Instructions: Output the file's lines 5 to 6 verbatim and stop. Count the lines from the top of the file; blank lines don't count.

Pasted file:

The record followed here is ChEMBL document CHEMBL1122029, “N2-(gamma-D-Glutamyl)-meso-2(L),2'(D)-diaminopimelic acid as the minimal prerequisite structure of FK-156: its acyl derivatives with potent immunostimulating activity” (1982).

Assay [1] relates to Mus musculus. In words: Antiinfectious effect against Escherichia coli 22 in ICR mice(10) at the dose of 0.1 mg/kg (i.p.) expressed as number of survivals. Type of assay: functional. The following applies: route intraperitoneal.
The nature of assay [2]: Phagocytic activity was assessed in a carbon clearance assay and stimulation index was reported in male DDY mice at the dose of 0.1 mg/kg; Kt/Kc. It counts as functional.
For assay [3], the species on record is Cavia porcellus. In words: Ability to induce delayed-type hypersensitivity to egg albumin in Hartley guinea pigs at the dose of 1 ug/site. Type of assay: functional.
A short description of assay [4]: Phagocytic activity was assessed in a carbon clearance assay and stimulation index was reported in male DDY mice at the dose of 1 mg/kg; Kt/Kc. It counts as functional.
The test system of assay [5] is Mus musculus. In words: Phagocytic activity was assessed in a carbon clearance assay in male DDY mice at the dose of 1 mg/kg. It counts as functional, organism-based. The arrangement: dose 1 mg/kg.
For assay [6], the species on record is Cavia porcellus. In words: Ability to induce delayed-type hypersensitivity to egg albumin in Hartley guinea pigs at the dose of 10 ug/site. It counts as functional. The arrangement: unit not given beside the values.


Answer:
A short description of assay [4]: Phagocytic activity was assessed in a carbon clearance assay and stimulation index was reported in male DDY mice at the dose of 1 mg/kg; Kt/Kc. It counts as functional.
The test system of assay [5] is Mus musculus. In words: Phagocytic activity was assessed in a carbon clearance assay in male DDY mice at the dose of 1 mg/kg. It counts as functional, organism-based. The arrangement: dose 1 mg/kg.